Like most of the technically accomplished poets of his era, Henry King was proficient in a wide range of forms and styles. However, the form that seems to have been most congenial to his poetic temper, and in which he wrote his most memorable pieces, was the elegy. Constituting a significant part of his rather compact volume, elegies punctuate King’s entire poetic career, accounting for his first datable poem, “An Elegy Upon Prince Henryes Death” (1612), and his last, “An Elegy Upon my Best Friend L. K. C.” (Lady Katherine Cholmondeley, 1657). Indeed—though it is unlikely that King himself would have coveted this distinction—the list of notable personages memorialized so eloquently in his funeral poems might well give King claim to the title of elegiac poet laureate of the seventeenth century.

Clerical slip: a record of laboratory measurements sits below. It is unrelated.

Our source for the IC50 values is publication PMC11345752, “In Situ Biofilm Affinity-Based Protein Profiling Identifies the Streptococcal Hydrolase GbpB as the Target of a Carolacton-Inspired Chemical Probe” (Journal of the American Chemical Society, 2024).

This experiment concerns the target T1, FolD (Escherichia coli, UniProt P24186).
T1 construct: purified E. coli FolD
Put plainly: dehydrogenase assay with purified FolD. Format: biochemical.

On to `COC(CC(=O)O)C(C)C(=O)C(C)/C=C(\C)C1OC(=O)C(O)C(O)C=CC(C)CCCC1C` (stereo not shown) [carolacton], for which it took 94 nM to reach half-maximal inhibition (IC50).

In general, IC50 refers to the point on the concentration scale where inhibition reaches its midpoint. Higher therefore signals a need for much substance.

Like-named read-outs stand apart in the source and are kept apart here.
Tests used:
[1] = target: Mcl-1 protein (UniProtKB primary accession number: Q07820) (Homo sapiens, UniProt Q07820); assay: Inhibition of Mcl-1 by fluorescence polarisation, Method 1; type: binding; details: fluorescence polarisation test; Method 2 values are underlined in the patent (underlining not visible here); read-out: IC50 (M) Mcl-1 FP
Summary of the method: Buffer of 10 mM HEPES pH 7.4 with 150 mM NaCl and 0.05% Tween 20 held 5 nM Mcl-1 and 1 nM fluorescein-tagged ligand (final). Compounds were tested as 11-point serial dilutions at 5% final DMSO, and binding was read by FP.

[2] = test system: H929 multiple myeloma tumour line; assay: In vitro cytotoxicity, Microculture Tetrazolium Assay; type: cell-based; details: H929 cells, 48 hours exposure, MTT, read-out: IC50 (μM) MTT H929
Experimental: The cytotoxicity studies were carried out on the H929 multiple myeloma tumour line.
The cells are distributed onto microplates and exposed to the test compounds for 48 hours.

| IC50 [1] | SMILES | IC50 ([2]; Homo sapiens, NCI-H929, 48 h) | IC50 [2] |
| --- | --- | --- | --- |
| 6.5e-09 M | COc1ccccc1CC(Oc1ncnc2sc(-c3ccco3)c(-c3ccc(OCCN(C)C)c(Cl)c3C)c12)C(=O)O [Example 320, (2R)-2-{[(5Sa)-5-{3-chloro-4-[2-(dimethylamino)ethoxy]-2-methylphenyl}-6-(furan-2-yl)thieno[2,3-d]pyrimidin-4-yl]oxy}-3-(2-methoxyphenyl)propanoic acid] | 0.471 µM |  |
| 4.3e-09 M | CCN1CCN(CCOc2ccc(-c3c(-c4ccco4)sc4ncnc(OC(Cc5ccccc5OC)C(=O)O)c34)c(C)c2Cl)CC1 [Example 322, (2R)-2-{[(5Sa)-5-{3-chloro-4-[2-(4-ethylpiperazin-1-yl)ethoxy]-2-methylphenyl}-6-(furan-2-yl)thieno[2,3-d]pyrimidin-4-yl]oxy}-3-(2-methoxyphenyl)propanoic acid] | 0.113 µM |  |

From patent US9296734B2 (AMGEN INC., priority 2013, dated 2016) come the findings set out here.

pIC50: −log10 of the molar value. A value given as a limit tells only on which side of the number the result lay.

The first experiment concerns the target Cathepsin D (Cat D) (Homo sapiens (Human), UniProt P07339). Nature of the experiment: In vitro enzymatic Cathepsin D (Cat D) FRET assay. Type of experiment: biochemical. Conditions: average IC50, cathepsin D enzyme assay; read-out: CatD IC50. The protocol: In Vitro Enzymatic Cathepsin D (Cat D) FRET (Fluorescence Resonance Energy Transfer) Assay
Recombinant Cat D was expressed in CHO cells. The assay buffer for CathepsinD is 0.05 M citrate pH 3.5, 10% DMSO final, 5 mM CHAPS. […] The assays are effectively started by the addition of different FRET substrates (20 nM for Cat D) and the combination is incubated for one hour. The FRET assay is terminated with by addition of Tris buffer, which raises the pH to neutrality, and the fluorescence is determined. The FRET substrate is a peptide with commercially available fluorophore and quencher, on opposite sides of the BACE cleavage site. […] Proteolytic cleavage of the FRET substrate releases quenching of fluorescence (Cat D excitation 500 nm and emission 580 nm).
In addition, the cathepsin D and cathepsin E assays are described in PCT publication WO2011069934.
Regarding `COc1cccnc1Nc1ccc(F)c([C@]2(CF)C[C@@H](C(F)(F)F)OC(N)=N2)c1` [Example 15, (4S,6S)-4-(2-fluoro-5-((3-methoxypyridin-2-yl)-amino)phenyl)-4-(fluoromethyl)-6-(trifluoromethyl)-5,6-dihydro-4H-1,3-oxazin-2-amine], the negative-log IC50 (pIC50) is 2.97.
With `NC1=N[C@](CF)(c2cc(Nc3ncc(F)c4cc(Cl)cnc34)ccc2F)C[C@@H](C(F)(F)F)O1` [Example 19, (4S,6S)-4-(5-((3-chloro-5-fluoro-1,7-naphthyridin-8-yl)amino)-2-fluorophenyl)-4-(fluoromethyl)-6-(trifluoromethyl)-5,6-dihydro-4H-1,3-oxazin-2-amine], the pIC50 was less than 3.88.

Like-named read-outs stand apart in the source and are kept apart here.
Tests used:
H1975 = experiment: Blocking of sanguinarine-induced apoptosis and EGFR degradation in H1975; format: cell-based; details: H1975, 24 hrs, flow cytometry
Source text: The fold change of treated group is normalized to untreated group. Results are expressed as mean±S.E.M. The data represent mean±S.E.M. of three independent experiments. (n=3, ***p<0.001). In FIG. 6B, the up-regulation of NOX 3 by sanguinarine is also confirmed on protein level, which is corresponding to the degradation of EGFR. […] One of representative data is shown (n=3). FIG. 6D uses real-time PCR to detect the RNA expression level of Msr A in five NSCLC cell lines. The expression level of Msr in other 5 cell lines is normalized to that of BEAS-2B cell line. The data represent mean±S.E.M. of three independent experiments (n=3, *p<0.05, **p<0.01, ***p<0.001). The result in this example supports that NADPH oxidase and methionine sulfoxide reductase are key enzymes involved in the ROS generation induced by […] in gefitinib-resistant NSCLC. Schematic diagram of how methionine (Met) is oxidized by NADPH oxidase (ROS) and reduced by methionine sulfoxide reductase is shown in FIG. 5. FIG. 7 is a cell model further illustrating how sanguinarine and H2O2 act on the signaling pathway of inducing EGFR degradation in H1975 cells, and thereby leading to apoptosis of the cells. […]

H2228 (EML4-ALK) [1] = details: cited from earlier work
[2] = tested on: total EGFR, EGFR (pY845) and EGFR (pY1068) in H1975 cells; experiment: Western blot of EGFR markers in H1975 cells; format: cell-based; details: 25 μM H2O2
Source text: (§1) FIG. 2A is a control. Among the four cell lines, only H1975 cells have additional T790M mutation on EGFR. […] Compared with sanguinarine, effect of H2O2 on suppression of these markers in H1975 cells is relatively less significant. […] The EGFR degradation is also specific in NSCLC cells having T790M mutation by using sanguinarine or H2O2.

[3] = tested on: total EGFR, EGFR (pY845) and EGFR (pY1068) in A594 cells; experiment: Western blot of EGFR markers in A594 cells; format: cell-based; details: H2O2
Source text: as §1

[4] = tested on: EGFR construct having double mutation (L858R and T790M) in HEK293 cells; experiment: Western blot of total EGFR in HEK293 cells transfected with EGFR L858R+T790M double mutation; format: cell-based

That what King calls the “Elegiack Knell” peals so resonantly in his verse is in part a measure of the occasional and public character much of his poetry assumed. For King, as for many of his contemporaries, private experience and public events were not inimical as poetic subjects, but complementary; in both lay hints of universal significance for the discerning poet to interpret and elucidate. Thus, a poem called forth by a particular “occasion”—the birth of a child or the death of a celebrated war hero—could serve as a vehicle for recording, for solemnizing, the significance of an event for both the poet and the world at large. No “occasion,” though, fulfills this purpose more ably than that of death, for no event is at once so private and so public, and when, in turn, death deprives the world of an individual of special importance, a “Matchlesse” wife, or a “most Incomparable” monarch, for example, the scope of the loss is all the more conspicuous, its implications all the more universal. The “weeping verse” and funeral rites invoked in King’s elegies are in part, then, a literary convention by means of which King affirms and reaffirms the common basis of experience that he as a poet shares with the public about whom and for whom he writes.